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Banned “RapeLay” Video Game Goes Viral - Taina Bien-Aime Interviewed on CNN

March 31, 2010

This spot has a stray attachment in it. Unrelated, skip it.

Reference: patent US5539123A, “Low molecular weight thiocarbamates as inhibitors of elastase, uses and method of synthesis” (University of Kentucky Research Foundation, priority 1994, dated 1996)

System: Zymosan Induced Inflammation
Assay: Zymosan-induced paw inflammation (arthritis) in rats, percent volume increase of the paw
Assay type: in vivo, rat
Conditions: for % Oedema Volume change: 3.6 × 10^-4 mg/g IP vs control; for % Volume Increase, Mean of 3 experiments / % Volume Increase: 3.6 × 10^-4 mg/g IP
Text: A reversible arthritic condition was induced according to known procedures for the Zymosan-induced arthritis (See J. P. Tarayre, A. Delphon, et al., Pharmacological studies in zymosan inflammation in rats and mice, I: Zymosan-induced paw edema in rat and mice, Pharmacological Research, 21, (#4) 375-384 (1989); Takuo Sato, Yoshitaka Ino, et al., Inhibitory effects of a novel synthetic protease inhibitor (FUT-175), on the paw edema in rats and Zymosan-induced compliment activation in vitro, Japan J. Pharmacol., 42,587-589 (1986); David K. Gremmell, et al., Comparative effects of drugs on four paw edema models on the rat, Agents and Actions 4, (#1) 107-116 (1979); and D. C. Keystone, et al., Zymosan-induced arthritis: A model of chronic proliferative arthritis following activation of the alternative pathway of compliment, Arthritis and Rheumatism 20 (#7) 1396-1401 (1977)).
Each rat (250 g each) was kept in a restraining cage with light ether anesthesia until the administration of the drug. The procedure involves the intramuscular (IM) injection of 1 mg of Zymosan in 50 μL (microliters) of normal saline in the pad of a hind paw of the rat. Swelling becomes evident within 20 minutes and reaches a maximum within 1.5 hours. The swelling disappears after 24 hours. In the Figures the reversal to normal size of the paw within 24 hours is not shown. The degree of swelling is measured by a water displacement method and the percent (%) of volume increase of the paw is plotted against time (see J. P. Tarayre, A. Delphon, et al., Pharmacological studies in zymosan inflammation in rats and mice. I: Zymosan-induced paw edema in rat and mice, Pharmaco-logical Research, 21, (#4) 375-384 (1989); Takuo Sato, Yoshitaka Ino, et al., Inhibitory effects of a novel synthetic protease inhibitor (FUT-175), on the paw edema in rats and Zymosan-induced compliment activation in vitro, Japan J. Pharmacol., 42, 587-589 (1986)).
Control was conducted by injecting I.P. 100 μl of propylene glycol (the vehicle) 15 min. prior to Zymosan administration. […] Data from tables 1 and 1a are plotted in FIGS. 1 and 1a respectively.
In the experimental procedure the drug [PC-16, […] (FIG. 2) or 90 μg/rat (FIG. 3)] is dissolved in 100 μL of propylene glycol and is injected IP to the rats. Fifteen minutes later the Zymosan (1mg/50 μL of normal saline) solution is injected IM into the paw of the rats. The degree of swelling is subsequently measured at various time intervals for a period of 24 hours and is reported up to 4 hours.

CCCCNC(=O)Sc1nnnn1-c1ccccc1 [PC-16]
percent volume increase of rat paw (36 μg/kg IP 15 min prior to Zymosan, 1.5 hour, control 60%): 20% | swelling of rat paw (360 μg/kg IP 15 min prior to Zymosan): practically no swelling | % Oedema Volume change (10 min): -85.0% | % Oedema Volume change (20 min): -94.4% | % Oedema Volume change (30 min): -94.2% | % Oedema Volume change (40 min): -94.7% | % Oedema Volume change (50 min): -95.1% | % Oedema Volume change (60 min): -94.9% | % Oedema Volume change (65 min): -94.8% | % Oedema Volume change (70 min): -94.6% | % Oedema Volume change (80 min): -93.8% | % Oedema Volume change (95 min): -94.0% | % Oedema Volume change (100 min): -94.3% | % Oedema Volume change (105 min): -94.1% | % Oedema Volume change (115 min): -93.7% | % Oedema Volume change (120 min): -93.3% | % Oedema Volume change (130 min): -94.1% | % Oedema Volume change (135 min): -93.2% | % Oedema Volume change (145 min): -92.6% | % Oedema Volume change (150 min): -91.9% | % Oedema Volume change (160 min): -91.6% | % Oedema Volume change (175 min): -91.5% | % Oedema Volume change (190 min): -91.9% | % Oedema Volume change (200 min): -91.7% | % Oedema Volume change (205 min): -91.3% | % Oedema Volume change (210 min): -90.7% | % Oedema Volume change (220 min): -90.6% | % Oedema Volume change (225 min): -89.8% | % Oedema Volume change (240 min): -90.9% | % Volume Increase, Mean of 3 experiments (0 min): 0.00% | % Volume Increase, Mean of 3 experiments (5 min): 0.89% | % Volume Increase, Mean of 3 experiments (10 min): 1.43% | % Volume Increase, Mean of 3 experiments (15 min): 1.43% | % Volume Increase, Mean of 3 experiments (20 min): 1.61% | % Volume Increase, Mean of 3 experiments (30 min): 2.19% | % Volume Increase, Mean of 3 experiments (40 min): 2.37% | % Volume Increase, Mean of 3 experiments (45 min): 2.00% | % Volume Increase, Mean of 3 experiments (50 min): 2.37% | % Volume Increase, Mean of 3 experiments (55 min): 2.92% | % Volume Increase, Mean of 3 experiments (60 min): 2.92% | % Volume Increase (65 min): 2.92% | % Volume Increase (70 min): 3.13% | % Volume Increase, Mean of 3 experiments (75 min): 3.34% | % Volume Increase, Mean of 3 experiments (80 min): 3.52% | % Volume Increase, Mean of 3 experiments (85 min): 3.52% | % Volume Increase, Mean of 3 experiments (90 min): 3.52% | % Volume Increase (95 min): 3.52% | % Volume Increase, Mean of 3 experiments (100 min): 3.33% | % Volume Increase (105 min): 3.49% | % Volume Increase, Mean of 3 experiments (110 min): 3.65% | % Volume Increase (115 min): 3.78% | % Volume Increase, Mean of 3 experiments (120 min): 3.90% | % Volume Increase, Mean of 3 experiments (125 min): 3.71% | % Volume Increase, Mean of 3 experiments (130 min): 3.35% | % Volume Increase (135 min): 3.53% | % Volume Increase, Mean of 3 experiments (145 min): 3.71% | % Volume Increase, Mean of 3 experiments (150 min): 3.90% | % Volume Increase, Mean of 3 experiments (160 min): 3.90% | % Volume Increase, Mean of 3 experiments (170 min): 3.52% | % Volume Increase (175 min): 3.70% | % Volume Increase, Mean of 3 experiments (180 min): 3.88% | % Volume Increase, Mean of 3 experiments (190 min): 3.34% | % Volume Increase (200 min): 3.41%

Progressive Women’s Voices alumna Taina Bien-Aime, Executive Director of Equality Now, was at the lead of several women’s organizations that worked to pull a vulgar Japanese video game, “RapeLay,” off international shelves. This morning, Bien-Aime told CNN that the groups are “now calling for the Japanese government to ban all games that promote and simulate sexual violence, sexual torture, stalking, and rape.” The banned game, which has now gone viral online, puts users in a simulated scenario of a rapist’s attack on an unsuspecting young woman waiting for the subway. The player can choose to attack, molest, and rape the victim and her family and friends countless times – the more violent you are, the more points you rack up. If the premise of the game itself isn’t enough for outcry, here’s the game’s back story and motive for the attack: revenge. While few are as explicit as “RapeLay,” many video games promote and vividly illustrate similar “seduce-and-destroy” narratives. Add to that the rapid development of technology cranking out more and more realistic computer graphics every day, and you’ve created a simulated world where violence and rape is not only normalized, but rewarded. Media outlets have provided disconcerting quotes from gamers who argue that it’s unfair to censor the game on the “off chance” it might influence someone to replicate the violent actions in real life. But where do we draw the line between “freedom of gamer” and rewarded violence against women? How might this debate change if male characters were made vulnerable and sexually attacked? This video game and others like it, depicting a devastating and all too real situation for women and girls across the world, has unquestionably gone too far. Watch Taina on CNN below:

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